Our lab is interested in Systems Biology of gene regulation. Gene expression variations play a major role in driving phenotypic variations. Because gene expression can be modulated at multiple levels, it is a challenging task to study gene regulatory systems. The advent of various functional genomics technologies increasingly allows us to interrogate the status of a cell's components and to determine how, when, and where these molecules interact with each other. On the other hand, the availability of a large number of sequenced genomes has enabled powerful comparative approaches to study a variety of biological questions. Our research takes advantage of the strength of Systems Biology and Comparative Genomics to understand gene regulation.
Within the broad area of gene regulation, we focus our effort on understanding gene regulatory networks that control: 1) stem cell phenotype (fate specification); and 2) disease development. These efforts will help us better understand how the different processes controlling gene expression are coordinated in the cell and deepen our knowledge of organismal development and disease processes. Towards this goal, we are conducting interdisciplinary research, combining wet-lab experiments and computation along the following two lines:
Model gene regulatory networks in development and disease
We are studying gene networks controlling hematopoietic stem cell fate and disease pathogenesis using functional genomic assays and computational modeling. In this biological context, we are pursuing the following projects:
i) Identify transcriptional enhancers that control stage-specific gene expression. We are developing computational tools to predict enhancers. We are also developing a high through-put assay to validate our computational predictions.
ii) Understand the interaction between transcription factor binding and chromatin modifications and its effect on gene expression during stem cell fate specification and pathogenesis.
iii) Integrate genomic and interactomic data to discover gene regulatory pathways during stem cell fate specification and pathogenesis.
Discover molecular networks as biomarkers for human diseases
Molecular interaction networks are increasingly serving as tools to unravel the basis of human diseases. We are developing network-based approaches to identifying disease-related sub-networks that can serve as biomarkers for the diagnosis and prognosis of diseases and as candidates for novel therapeutics.
Yu W, He B, Tan K: Identifying topologically associating domains and subdomains by Gaussian mixture model and proportion test. Nature Communications 8(1): 535, Sept 2017.
Li Y, Gao L, Hadland B, Tan K*, Speck NA*: CD27 marks murine embryonic hematopoietic stem cells and type II pre-hematopoietic stem cells. Blood 130(3): 372-376, July 2017.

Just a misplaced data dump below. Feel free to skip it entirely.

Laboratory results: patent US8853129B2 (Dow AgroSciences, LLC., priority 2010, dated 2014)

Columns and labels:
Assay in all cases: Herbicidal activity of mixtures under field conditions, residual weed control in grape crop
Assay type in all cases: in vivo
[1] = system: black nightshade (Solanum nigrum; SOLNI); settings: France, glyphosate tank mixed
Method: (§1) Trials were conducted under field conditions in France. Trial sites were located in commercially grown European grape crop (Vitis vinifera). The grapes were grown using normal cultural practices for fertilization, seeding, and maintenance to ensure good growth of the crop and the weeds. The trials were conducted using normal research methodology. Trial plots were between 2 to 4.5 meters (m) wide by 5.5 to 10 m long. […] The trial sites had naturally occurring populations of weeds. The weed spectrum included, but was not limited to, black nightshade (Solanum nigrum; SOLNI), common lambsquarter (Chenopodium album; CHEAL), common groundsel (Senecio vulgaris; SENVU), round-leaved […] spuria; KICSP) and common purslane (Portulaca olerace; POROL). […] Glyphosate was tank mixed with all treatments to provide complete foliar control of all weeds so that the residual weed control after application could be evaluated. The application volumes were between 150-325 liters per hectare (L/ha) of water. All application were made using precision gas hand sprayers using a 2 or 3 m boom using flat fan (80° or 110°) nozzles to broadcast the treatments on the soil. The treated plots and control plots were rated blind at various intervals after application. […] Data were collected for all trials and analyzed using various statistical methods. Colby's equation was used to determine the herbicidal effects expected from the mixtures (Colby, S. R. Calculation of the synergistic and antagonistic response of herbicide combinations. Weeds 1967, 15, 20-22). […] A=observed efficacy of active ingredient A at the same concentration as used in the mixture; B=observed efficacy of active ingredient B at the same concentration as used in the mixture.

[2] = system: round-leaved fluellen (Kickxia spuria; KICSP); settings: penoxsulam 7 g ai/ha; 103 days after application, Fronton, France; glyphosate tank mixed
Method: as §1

He B, Xing S, Chen C, Gao P, Teng L, Shan Q, Gullicksrud JA, Martin MD, Yu S, Harty JT, Badovinac VP, Tan K*, Xue HH*: CD8+ T cells utilize highly dynamic enhancer repertoires and regulatory circuitry in response to infections. Immunity 45(6): 1341-1354, Dec 2016.
He, B and Tan K: Understanding transcriptional regulatory networks using computational models. Current Opinion in Genes & Development 37: 101-108, Mar 2016.
Cao Z, Chen C, He B, Tan K* and Lu C*: A microfluidic device for profiling genome-wide histone modifications using 100 cells. Nature Methods 12(10): 959-962, Oct 2015.
Cai X, Gao L, Teng L, Ge J, Oo Z, Kumar A, Gilliland GD, Mason PJ, Tan K and Speck NA.: Runx1 deficiency decreases ribosome biogenesis and confers stress resistance to hematopoietic stem and progenitor Cells. Cell Stem Cell 17(2): 165-77, Aug 2015.
Teng L, He B, Wang J, and Tan K. : 4DGenome: a comprehensive database of chromatin interactions. Bioinformatics 31(15): 2560-4, Aug 2015.
Ma X, Gao Long, Lee CF, Gao P, Karamanlidis G, Garcia-Menendez L, Tian R and Tan K: Revealing pathway dynamics in heart diseases by analyzing multiple differential networks. PLoS Computational Biology 11(6): e1004332, Jun 2015.
He B, Chen C, Teng L, and Tan K.: Global view of enhancer-promoter interactome in human cells. Proc Natl Acad Sci 111(21): E2191-9, May 2014.
Steinke FC, Yu S, Zhou X, He B, Yang W, Zhou B, Kawamoto H, Zhu J, Tan K and Xue
HH.: TCF-1 and LEF-1 act upstream of Th-POK to promote the CD4(+) T cell fate and interact with Runx3 to silence Cd4 in CD8(+) T cells. Nature Immunology 15(7): 646-56, Jul 2014.
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Last updated: 09/16/2017
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